August 23, 2010

Seek the advice of your doctor or medical team

Why am I quoting from Tom Ross so much? Because I don't like reinventing the wheel and what he says make a lot of sense. You should read many of his blogs. For someone that has been able to stay off medications after diagnosis, this by itself speaks volumes. This alone should cause you to want to read his site here. Click on the colored text to follow the link. And yes, I am promoting a fellow blogger's site for several reasons, first to give you a challenge to take your diagnosis seriously and realize that some things are definitely possible and to encourage you to take charge of your diabetes. The following is from near the bottom of his home page.

Begin quote: But first: check with your doctor. Please bear in mind that I am not your doctor. In fact... well, don't tell anyone, but I'm not a doctor at all. The only reason you have for taking my advice seriously is that I have been very successful in managing my own diabetes without medication. This suggests that I am doing something right, but it really doesn't prove that I know what I'm talking about, does it?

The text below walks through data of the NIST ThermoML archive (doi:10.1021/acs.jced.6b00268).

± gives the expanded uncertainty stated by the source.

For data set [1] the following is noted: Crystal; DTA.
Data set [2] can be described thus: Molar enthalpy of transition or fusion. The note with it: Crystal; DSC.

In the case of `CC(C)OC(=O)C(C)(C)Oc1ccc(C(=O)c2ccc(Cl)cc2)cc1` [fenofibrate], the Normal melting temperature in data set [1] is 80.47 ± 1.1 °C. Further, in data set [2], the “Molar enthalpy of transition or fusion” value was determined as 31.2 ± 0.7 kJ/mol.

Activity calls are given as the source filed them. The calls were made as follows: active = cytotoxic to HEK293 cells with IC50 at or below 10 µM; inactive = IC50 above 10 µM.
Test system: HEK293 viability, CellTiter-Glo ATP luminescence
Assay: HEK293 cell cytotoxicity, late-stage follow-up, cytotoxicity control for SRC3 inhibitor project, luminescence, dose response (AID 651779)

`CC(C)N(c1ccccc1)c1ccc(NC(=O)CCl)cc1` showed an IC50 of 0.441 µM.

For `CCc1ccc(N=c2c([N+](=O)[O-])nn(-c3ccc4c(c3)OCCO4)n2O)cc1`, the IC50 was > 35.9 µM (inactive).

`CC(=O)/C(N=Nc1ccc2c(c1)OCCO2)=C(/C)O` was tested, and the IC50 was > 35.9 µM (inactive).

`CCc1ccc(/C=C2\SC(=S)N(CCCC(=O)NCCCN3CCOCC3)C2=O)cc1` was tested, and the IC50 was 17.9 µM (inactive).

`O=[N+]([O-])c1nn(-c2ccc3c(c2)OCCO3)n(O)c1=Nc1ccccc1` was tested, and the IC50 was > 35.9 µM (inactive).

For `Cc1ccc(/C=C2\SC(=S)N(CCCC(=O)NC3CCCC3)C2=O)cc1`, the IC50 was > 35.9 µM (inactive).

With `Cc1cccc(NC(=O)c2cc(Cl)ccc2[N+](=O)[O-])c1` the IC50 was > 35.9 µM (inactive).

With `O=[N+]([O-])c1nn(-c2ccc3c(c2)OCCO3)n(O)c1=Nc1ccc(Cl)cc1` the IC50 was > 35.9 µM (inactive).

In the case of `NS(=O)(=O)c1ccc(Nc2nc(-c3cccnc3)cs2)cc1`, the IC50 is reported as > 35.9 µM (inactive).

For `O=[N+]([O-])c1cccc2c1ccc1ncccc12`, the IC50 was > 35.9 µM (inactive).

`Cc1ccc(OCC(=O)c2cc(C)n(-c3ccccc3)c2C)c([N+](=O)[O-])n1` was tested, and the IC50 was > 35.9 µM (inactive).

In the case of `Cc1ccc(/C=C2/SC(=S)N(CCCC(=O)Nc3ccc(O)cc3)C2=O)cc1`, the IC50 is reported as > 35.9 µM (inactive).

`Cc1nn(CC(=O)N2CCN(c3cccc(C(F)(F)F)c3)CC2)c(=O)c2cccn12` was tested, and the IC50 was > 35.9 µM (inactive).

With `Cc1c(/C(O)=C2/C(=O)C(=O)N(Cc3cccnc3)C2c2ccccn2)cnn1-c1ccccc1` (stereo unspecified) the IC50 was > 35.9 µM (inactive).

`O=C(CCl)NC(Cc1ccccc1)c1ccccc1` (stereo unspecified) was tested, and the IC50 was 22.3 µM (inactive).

Therefore, if you decide to take my my advice, I'm honored, but I want you to discuss it with your doctor, too. Or perhaps I ought to say that you should discuss it with your "health care team". This phrase turns up often in diabetes literature, to my puzzlement. Does everyone but me have a team? I have a doctor, but he works solo. Perhaps the other members of my team were benched for some infraction of the rules.

Anyway, see what your doctor, or squadron of doctors, has to say about all this. There might be circumstances in your life, or in your medical history, which make my advice inappropriate in your case. For example, your doctor might think that, given your present condition, the exercise program I'm recommending would do more to increase your cardiac risk than to reduce it. (I wouldn't count on it, if I were you, but conceivably he could think that, and if he does, you need to find it out now.)